left Pi Hahiroth and crossed through the Sea into the wilderness; three days into the Wilderness of Etham they camped at Marah;
left Marah and came to Elim where there were twelve springs and seventy palm trees; they camped there;
left Elim and camped by the Red Sea;
left the Red Sea and camped in the Wilderness of Sin;
left the Wilderness of Sin and camped at Dophkah;
left Dophkah and camped at Alush;
left Alush and camped at Rephidim where there was no water for the people to drink;
left Rephidim and camped in the Wilderness of Sinai;
left the Wilderness of Sinai and camped at Kibroth Hattaavah;
left Kibroth Hattaavah and camped at Hazeroth;
left Hazeroth and camped at Rithmah;
left Rithmah and camped at Rimmon Perez;
left Rimmon Perez and camped at Libnah;
left Libnah and camped at Rissah;
left Rissah and camped at Kehelathah;
left Kehelathah and camped at Mount Shepher;
left Mount Shepher and camped at Haradah;
left Haradah and camped at Makheloth;
left Makheloth and camped at Tahath;
left Tahath and camped at Terah;
left Terah and camped at Mithcah;
left Mithcah and camped at Hashmonah;
left Hashmonah and camped at Moseroth;
left Moseroth and camped at Bene Jaakan;
left Bene Jaakan and camped at Hor Haggidgad;
left Hor Haggidgad and camped at Jotbathah;
left Jotbathah and camped at Abronah;
left Abronah and camped at Ezion Geber;
left Ezion Geber and camped at Kadesh in the Wilderness of Zin.
37-39 After they left Kadesh and camped at Mount Hor at the border of Edom, Aaron the priest climbed Mount Hor at God’s command and died there. It was the first day of the fifth month in the fortieth year after the People of Israel had left Egypt. Aaron was 123 years old when he died on Mount Hor.
31-32 He went down to Capernaum, a village in Galilee. He was teaching the people on the Sabbath. They were surprised and impressed—his teaching was so forthright, so confident, so authoritative, not the quibbling and quoting they were used to.
33-34 In the meeting place that day there was a man demonically disturbed. He screamed, “Ho! What business do you have here with us, Jesus? Nazarene! I know what you’re up to. You’re the Holy One of God and you’ve come to destroy us!”
35 Jesus shut him up: “Quiet! Get out of him!” The demonic spirit threw the man down in front of them all and left. The demon didn’t hurt him.
36-37 That set everyone back on their heels, whispering and wondering, “What’s going on here? Someone whose words make things happen? Someone who orders demonic spirits to get out and they go?” Jesus was the talk of the town.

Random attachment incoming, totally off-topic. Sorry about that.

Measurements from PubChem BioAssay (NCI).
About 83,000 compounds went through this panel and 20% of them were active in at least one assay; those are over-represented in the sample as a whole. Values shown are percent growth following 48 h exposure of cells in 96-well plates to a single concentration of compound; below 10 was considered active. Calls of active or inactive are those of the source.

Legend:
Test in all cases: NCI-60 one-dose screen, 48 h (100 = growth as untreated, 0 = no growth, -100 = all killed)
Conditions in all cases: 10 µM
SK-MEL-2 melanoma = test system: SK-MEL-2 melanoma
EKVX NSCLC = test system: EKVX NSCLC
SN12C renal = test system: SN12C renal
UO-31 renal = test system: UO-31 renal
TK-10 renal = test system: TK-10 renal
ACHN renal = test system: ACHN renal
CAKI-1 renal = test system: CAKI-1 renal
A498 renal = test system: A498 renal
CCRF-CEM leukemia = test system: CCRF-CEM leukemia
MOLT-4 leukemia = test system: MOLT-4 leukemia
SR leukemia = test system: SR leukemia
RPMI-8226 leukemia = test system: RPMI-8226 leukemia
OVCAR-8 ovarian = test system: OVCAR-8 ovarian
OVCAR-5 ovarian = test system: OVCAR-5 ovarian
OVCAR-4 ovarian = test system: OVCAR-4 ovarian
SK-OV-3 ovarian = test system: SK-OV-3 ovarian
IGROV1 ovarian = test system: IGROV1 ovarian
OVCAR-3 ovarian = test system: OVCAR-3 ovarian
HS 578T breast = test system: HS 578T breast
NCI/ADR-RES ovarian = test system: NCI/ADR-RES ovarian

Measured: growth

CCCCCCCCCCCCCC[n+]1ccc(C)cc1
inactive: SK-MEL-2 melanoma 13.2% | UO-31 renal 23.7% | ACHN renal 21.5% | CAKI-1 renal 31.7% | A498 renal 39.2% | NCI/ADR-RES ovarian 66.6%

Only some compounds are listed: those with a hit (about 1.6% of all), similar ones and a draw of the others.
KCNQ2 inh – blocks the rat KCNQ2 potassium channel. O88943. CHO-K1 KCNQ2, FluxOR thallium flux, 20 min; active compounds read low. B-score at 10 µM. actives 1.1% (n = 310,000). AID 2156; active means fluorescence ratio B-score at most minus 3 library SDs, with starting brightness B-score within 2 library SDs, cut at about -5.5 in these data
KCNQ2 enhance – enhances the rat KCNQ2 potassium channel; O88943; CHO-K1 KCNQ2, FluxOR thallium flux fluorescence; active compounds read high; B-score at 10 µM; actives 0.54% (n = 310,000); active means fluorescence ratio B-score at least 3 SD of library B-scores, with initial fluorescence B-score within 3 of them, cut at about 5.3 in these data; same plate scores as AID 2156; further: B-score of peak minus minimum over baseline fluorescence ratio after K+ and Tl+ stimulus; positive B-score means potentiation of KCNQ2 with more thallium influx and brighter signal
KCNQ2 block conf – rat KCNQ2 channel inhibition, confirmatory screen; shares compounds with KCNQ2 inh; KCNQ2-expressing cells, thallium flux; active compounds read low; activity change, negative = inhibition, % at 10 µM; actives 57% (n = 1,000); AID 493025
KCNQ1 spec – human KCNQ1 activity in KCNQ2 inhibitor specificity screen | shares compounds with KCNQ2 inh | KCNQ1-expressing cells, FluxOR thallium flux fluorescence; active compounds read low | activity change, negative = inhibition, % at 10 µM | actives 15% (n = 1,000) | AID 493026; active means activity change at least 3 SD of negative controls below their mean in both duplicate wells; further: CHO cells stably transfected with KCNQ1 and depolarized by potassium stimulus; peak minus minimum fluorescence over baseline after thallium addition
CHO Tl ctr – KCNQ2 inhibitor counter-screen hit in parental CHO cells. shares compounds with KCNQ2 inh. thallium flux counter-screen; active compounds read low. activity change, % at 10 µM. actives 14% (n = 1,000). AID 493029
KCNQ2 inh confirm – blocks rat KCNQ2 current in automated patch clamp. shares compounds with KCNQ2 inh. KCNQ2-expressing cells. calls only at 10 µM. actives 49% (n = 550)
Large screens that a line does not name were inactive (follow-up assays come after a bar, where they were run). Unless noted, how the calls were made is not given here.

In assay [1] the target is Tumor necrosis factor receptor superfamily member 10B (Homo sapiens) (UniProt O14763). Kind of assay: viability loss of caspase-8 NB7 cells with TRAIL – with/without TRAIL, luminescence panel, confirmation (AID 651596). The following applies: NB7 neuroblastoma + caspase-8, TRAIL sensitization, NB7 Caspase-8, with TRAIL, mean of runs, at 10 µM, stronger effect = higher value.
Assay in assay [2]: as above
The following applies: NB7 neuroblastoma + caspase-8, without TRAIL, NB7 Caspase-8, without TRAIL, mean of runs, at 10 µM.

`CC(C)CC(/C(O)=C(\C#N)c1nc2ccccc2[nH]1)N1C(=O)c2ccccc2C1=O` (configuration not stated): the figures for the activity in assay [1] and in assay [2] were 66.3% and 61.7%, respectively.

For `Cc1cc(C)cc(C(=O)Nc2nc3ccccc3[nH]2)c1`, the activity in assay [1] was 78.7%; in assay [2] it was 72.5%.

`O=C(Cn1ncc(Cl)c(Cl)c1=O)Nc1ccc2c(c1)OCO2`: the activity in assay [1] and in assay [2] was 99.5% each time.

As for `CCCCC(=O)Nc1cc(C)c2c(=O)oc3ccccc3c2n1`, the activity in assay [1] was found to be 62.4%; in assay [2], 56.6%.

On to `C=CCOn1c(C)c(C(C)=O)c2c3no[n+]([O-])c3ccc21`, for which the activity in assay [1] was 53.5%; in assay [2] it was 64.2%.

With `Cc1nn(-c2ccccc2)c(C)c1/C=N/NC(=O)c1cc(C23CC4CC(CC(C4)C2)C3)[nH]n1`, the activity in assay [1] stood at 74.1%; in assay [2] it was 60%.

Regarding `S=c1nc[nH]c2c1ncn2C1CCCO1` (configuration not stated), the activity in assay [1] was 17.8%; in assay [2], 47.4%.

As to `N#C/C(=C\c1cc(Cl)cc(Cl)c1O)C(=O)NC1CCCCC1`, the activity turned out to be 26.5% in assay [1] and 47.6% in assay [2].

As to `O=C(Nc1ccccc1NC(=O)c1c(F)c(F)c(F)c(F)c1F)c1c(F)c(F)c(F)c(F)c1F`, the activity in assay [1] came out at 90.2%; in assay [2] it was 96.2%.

He Healed Them All
38-39 He left the meeting place and went to Simon’s house. Simon’s mother-in-law was running a high fever and they asked him to do something for her. He stood over her, told the fever to leave—and it left. Before they knew it, she was up getting dinner for them.
40-41 When the sun went down, everyone who had anyone sick with some ailment or other brought them to him. One by one he placed his hands on them and healed them. Demons left in droves, screaming, “Son of God! You’re the Son of God!” But he shut them up, refusing to let them speak because they knew too much, knew him to be the Messiah.
42-44 He left the next day for open country. But the crowds went looking and, when they found him, clung to him so he couldn’t go on. He told them, “Don’t you realize that there are yet other villages where I have to tell the Message of God’s kingdom, that this is the work God sent me to do?” Meanwhile he continued preaching in the meeting places of Galilee.
Push Out into Deep Water
5 1-3 Once when he was standing on the shore of Lake Gennesaret, the crowd was pushing in on him to better hear the Word of God. He noticed two boats tied up. The fishermen had just left them and were out scrubbing their nets. He climbed into the boat that was Simon’s and asked him to put out a little from the shore. Sitting there, using the boat for a pulpit, he taught the crowd.
4 When he finished teaching, he said to Simon, “Push out into deep water and let your nets out for a catch.”
5-7 Simon said, “Master, we’ve been fishing hard all night and haven’t caught even a minnow. But if you say so, I’ll let out the nets.” It was no sooner said than done—a huge haul of fish, straining the nets past capacity. They waved to their partners in the other boat to come help them. They filled both boats, nearly swamping them with the catch.
8-10 Simon Peter, when he saw it, fell to his knees before Jesus. “Master, leave. I’m a sinner and can’t handle this holiness. Leave me to myself.” When they pulled in that catch of fish, awe overwhelmed Simon and everyone with him. It was the same with James and John, Zebedee’s sons, coworkers with Simon.
10-11 Jesus said to Simon, “There is nothing to fear. From now on you’ll be fishing for men and women.” They pulled their boats up on the beach, left them, nets and all, and followed him.
A David Psalm
64 Listen and help, O God.
I’m reduced to a whine
And a whimper, obsessed
with feelings of doomsday.
2-6 Don’t let them find me—
the conspirators out to get me,
Using their tongues as weapons,
flinging poison words,
They shoot from ambush,
shoot without warning,
not caring who they hit.
They keep fit doing calisthenics
of evil purpose,
They keep lists of the traps
they’ve secretly set.
They say to each other,
“No one can catch us,
no one can detect our perfect crime.”
The Detective detects the mystery
in the dark of the cellar heart.
7-8 The God of the Arrow shoots!
They double up in pain,
Fall flat on their faces
in full view of the grinning crowd.
9-10 Everyone sees it. God’s
work is the talk of the town.
Be glad, good people! Fly to God!
Good-hearted people, make praise your habit.
22 Like a gold ring in a pig’s snout
is a beautiful face on an empty head.